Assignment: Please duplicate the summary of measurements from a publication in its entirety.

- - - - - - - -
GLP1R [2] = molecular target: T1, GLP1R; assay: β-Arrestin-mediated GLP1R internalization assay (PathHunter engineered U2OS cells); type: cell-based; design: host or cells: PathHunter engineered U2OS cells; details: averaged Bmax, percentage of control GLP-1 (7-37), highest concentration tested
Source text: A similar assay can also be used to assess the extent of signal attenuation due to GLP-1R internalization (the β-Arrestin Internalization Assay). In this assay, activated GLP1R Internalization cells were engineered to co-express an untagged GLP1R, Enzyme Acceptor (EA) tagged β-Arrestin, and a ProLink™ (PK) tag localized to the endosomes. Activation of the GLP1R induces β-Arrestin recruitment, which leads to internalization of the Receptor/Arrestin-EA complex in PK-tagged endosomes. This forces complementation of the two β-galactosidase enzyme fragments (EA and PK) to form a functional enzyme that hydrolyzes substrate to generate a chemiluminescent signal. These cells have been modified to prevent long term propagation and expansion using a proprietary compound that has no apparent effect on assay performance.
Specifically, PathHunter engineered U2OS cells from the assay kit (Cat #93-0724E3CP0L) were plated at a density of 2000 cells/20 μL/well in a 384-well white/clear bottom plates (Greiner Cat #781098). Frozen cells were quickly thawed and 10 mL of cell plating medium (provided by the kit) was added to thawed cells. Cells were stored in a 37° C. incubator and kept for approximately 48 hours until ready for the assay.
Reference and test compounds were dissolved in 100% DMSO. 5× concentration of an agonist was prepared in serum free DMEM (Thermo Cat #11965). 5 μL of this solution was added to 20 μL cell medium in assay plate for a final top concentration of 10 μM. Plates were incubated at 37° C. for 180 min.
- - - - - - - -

GLP1R [2] = molecular target: T1, GLP1R; assay: β-Arrestin-mediated GLP1R internalization assay (PathHunter engineered U2OS cells); type: cell-based; design: host or cells: PathHunter engineered U2OS cells; details: averaged Bmax, percentage of control GLP-1 (7-37), highest concentration tested
Source text: A similar assay can also be used to assess the extent of signal attenuation due to GLP-1R internalization (the β-Arrestin Internalization Assay). In this assay, activated GLP1R Internalization cells were engineered to co-express an untagged GLP1R, Enzyme Acceptor (EA) tagged β-Arrestin, and a ProLink™ (PK) tag localized to the endosomes. Activation of the GLP1R induces β-Arrestin recruitment, which leads to internalization of the Receptor/Arrestin-EA complex in PK-tagged endosomes. This forces complementation of the two β-galactosidase enzyme fragments (EA and PK) to form a functional enzyme that hydrolyzes substrate to generate a chemiluminescent signal. These cells have been modified to prevent long term propagation and expansion using a proprietary compound that has no apparent effect on assay performance.
Specifically, PathHunter engineered U2OS cells from the assay kit (Cat #93-0724E3CP0L) were plated at a density of 2000 cells/20 μL/well in a 384-well white/clear bottom plates (Greiner Cat #781098). Frozen cells were quickly thawed and 10 mL of cell plating medium (provided by the kit) was added to thawed cells. Cells were stored in a 37° C. incubator and kept for approximately 48 hours until ready for the assay.
Reference and test compounds were dissolved in 100% DMSO. 5× concentration of an agonist was prepared in serum free DMEM (Thermo Cat #11965). 5 μL of this solution was added to 20 μL cell medium in assay plate for a final top concentration of 10 μM. Plates were incubated at 37° C. for 180 min.